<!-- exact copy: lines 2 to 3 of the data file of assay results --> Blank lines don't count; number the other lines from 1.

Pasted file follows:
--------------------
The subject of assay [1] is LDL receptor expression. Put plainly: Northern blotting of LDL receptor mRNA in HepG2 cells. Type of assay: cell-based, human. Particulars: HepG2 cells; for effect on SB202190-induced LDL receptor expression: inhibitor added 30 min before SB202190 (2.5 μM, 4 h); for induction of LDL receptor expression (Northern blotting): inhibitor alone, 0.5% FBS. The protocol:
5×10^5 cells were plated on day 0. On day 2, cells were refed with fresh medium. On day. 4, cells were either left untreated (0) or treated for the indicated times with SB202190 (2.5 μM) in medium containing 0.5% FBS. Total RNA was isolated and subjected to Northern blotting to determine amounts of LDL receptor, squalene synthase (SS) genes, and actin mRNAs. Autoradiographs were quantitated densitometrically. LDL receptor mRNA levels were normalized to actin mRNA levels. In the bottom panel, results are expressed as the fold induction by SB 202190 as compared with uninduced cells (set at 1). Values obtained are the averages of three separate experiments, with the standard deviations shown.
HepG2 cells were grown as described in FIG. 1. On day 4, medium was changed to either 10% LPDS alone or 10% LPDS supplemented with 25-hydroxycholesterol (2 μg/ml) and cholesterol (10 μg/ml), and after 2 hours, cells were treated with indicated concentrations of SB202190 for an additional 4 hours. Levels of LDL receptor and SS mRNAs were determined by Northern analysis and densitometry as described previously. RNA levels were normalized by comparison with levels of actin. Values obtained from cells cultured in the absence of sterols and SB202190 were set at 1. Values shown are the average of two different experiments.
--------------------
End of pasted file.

5×10^5 cells were plated on day 0. On day 2, cells were refed with fresh medium. On day. 4, cells were either left untreated (0) or treated for the indicated times with SB202190 (2.5 μM) in medium containing 0.5% FBS. Total RNA was isolated and subjected to Northern blotting to determine amounts of LDL receptor, squalene synthase (SS) genes, and actin mRNAs. Autoradiographs were quantitated densitometrically. LDL receptor mRNA levels were normalized to actin mRNA levels. In the bottom panel, results are expressed as the fold induction by SB 202190 as compared with uninduced cells (set at 1). Values obtained are the averages of three separate experiments, with the standard deviations shown.
HepG2 cells were grown as described in FIG. 1. On day 4, medium was changed to either 10% LPDS alone or 10% LPDS supplemented with 25-hydroxycholesterol (2 μg/ml) and cholesterol (10 μg/ml), and after 2 hours, cells were treated with indicated concentrations of SB202190 for an additional 4 hours. Levels of LDL receptor and SS mRNAs were determined by Northern analysis and densitometry as described previously. RNA levels were normalized by comparison with levels of actin. Values obtained from cells cultured in the absence of sterols and SB202190 were set at 1. Values shown are the average of two different experiments.